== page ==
Guinea-Bissau junta, mediators, agree on interim president
05/11/2012 10:12 GMT
BISSAU, May 11, 2012 (AFP) - Guinea-Bissau coup leaders and west African mediators on Friday agreed that parliamentary speaker Manuel Serifo Nhamadjo will lead a transition government, despite the ousted ruling party's opposition.
The Nigerian official leading the west African mediation effort said there was no chance the toppled government would be restored.
There "is no question of the return" of former prime minister Carlos Gomes and former interim president Raimundo Pereira, who were ousted on April 12, said Nurudeen Mohammad, Nigeria's state minister for foreign affairs.
"We have taken the decision which is the will of the majority of parties. The president of the National Assembly will lead the transition," he explained.
Mohammad is leading an Economic Community of West African States (ECOWAS) delegation which arrived in Bissau Thursday and engaged in long discussions with the junta, political parties and civil society.
At the end of April the junta named Nhamadjo interim leader, however he refused, saying his nomination was not legal.
However with the blessing of ECOWAS, he has now accepted.
"I will continue to work to find a consensus on the prime minister who will be tasked with forming a transition government: I know it won't be an easy task but we will all buckle down," he said.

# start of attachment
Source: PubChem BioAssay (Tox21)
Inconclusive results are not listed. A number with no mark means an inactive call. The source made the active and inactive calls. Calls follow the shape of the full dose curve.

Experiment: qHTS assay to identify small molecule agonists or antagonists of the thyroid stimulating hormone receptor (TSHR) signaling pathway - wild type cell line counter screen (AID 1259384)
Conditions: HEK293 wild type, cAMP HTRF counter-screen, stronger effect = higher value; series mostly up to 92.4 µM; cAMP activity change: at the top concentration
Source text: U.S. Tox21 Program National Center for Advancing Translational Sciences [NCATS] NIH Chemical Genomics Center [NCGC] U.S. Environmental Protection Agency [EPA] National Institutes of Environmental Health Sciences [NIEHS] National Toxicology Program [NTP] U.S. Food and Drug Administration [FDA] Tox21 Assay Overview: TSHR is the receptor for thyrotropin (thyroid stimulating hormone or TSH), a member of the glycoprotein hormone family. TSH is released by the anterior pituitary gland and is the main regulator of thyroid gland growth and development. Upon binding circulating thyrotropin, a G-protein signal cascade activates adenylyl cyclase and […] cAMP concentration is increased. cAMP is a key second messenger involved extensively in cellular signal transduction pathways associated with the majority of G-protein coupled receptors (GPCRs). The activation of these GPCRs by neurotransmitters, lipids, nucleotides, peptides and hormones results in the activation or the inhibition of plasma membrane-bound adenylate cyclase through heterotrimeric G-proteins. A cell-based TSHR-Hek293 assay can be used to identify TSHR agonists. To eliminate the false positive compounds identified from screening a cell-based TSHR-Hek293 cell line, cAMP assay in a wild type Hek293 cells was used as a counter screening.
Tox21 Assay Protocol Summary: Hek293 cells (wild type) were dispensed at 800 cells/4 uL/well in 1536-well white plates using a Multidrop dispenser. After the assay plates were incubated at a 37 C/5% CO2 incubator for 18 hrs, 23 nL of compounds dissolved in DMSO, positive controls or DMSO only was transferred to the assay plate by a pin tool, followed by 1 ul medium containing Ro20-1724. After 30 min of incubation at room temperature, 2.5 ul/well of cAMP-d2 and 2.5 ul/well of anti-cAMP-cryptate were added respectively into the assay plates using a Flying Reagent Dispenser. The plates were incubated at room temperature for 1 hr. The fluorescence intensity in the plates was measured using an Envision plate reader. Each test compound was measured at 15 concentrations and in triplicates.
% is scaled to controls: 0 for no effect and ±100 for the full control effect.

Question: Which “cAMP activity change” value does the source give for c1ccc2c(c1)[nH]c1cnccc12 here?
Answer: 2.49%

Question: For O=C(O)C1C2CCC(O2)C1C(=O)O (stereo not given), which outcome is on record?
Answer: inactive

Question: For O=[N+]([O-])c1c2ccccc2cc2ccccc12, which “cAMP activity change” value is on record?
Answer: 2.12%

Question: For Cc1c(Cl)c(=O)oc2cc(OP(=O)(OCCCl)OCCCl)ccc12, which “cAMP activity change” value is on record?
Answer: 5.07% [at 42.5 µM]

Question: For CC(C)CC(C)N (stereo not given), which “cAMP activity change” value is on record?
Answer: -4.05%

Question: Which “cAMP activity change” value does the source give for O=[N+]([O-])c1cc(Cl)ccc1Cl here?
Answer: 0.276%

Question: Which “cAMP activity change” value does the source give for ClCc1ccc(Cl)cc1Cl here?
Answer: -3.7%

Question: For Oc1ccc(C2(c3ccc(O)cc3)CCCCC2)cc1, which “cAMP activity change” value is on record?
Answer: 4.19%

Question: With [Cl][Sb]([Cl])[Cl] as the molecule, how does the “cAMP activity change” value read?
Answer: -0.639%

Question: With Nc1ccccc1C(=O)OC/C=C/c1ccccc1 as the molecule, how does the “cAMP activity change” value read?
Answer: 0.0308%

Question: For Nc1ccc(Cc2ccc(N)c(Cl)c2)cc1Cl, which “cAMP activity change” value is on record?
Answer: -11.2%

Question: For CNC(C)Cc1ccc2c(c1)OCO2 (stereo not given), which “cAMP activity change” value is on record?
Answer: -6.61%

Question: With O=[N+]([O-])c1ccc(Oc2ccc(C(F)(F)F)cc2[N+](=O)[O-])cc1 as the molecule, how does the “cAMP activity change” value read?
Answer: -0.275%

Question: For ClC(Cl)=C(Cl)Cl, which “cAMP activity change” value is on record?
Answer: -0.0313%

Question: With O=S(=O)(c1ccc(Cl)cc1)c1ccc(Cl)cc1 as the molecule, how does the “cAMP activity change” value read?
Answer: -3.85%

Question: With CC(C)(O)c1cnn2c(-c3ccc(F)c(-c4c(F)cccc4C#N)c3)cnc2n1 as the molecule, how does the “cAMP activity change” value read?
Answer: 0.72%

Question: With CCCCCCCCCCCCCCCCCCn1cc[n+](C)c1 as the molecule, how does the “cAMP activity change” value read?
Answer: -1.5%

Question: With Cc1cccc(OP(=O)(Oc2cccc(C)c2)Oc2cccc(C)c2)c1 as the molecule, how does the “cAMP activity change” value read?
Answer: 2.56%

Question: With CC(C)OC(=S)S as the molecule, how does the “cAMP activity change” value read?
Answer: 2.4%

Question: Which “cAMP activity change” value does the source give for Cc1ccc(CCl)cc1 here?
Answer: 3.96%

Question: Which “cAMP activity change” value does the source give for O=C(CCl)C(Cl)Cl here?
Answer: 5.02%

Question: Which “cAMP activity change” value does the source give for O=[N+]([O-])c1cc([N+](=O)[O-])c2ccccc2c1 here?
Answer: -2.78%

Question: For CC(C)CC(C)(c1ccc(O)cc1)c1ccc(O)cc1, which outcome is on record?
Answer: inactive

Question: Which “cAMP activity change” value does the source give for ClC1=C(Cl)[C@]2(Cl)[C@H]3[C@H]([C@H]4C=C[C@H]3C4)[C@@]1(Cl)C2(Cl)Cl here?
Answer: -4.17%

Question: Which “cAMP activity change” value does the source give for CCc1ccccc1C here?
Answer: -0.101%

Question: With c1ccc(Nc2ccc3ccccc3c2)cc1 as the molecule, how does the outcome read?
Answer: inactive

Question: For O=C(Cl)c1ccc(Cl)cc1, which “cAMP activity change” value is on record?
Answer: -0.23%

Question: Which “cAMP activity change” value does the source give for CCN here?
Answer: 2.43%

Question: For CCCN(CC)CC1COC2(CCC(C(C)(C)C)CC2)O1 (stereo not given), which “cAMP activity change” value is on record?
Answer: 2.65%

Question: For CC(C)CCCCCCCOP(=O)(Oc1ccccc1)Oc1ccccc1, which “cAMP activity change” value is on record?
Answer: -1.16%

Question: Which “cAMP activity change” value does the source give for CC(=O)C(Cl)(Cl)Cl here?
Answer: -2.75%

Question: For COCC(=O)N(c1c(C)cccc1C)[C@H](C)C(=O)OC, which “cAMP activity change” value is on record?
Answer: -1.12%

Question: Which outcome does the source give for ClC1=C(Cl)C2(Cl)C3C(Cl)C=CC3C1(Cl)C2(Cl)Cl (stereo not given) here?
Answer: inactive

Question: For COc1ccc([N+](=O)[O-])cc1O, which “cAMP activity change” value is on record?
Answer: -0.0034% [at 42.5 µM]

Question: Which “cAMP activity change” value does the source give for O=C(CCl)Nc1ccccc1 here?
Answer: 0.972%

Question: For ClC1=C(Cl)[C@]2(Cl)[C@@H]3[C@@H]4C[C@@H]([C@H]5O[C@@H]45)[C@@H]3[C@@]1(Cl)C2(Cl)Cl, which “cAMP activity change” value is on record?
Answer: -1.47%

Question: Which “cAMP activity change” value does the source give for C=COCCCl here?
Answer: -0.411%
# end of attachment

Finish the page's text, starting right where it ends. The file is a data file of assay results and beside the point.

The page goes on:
The ousted ruling African Party for the Independence of Guinea and Cape-Verde (PAIGC) rejected the decision outright, which one of its leaders, Augusto Olivais, said was "unconstitutional."
"We will not recognise a president who has not been democratically elected," he said.
Since independence the military and state in the west African nation have been in constant competition, leading to countless coups, political assassinations and chronic instability which has allowed cocaine trafficking to flourish.
The latest coup aborted an election process, in which Gomes was the favourite to win, and came as soldiers felt threatened by government's growing reliance on several hundred Angolan troops in the country.
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